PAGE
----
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A Life Course Approach to Mental Disorders$
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Karestan C. Koenen, Sasha Rudenstine, Ezra Susser, and Sandro Galea

Print publication date: 2013

Print ISBN-13: 9780199657018

Published to Oxford Scholarship Online: January 2014

DOI: 10.1093/acprof:oso/9780199657018.001.0001

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PRINTED FROM OXFORD SCHOLARSHIP ONLINE (oxford.universitypressscholarship.com). (c) Copyright Oxford University Press, 2021. All Rights Reserved. An individual user may print out a PDF of a single chapter of a monograph in OSO for personal use. date: 27 July 2021

Mental disorders and the emergence of physical disorders

Mental disorders and the emergence of physical disorders

Chapter:
(p.291) Chapter 26 Mental disorders and the emergence of physical disorders
Source:
A Life Course Approach to Mental Disorders
Author(s):

Laura D. Kubzansky

Ashley Winning

Publisher:
Oxford University Press
DOI:10.1093/acprof:oso/9780199657018.003.0026

A substantial body of evidence now demonstrates a consistent association between emotion, emotion-related disorders, health, and scholarly attention is increasingly focused on the potential importance of mental health in determining physical health. Scepticism that psychological disorders do indeed lead to poor physical health stems from several sources. Primary concerns revolve around potential reverse causality, the third variable problem, and determining whether physical symptoms that accompany affective experience are truly indicative of organic underlying illness. A more comprehensive understanding of the interrelationship between mental and physical health would substantially improve our ability to devise targeted prevention and intervention strategies to improve population health. This chapter considers whether mental disorders contribute to the development of physical diseases, specifically in relation to cardiovascular disease (CVD). The chapter begins with an overview of the adult literature, prioritizing prospective epidemiological studies that use the most rigorous methods available for assessing the associations. The emerging literature investigating the impact of psychological functioning earlier in life on cardiovascular risk markers and pre-disease conditions across the life course is then considered. The combined evidence suggests that early psychological functioning is important for cardiovascular health throughout adulthood, but a number of important questions remain. Key issues are unresolved, including the degree to which timing of onset and chronicity of psychological distress across the life course influence CVD risk, and how physiological dysregulation early in life due to psychological dysfunction becomes evident.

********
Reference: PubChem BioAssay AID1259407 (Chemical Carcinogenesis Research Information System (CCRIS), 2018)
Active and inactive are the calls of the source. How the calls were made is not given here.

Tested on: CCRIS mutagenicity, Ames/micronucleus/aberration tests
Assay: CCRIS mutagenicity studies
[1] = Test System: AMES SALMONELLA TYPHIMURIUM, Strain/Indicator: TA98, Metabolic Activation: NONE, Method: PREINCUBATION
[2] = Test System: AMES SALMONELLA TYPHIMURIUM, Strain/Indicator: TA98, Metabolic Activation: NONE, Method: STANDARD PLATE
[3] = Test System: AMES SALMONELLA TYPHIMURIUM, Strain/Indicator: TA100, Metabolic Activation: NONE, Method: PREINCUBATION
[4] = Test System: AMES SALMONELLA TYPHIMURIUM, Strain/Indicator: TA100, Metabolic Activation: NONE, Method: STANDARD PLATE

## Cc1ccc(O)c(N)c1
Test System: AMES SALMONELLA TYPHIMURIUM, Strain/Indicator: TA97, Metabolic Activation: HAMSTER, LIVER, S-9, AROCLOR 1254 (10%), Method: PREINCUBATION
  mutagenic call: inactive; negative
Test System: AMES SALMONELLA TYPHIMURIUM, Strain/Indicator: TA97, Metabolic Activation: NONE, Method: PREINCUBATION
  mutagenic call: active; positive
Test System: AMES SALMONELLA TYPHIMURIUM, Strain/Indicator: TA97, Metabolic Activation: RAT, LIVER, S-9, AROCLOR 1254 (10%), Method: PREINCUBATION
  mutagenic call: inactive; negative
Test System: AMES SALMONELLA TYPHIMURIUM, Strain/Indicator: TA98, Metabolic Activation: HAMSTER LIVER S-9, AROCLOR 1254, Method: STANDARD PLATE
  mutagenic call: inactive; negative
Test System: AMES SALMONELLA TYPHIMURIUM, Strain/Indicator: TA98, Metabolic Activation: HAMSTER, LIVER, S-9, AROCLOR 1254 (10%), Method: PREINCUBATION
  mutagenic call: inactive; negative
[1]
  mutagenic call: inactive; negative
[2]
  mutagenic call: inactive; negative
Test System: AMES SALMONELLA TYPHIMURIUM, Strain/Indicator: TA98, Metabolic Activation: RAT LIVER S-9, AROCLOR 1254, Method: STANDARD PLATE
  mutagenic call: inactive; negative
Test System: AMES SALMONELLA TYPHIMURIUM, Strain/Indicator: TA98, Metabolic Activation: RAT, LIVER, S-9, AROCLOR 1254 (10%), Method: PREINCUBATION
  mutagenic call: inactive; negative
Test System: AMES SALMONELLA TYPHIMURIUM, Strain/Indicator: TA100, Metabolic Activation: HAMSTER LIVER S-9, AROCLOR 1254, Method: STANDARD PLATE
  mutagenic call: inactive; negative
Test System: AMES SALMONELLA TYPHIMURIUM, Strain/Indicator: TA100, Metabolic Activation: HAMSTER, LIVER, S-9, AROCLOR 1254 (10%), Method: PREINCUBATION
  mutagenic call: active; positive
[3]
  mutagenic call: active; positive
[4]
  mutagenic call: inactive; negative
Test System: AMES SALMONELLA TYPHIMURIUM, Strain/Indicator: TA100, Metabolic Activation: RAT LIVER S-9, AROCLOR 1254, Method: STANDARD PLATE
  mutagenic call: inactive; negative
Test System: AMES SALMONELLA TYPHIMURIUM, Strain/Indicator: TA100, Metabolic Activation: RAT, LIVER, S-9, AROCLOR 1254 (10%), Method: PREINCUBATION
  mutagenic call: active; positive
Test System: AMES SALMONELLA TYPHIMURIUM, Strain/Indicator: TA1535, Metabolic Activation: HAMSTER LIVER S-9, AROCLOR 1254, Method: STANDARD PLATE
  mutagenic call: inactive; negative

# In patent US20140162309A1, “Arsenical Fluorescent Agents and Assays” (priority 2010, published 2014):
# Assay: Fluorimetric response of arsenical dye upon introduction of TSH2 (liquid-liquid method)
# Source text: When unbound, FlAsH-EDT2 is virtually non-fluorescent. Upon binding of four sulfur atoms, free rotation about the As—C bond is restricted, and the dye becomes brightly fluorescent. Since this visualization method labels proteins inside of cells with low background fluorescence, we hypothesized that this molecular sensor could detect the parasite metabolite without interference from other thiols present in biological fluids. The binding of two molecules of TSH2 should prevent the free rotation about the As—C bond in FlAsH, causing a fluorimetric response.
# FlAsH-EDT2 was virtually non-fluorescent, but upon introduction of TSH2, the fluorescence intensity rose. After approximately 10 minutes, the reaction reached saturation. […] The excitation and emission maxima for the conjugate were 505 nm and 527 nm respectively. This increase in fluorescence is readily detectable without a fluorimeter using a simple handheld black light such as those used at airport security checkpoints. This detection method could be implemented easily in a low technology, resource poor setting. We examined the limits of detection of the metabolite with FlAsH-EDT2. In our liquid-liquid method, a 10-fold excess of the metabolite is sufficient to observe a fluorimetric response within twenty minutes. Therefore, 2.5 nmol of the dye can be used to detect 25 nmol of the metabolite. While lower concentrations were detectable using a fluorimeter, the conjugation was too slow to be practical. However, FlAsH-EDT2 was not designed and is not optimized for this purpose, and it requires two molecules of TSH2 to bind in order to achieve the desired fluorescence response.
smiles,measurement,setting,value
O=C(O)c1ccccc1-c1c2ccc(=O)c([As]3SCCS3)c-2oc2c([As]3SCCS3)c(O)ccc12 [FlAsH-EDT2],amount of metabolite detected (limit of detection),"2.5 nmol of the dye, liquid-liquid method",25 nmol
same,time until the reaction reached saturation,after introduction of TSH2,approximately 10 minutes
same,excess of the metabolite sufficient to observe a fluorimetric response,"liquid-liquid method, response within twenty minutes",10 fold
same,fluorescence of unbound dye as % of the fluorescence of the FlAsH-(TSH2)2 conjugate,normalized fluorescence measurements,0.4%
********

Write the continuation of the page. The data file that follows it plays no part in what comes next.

Keywords:   anxiety, depression, cardiovascular disease, biomarkers, childhood psychological functioning

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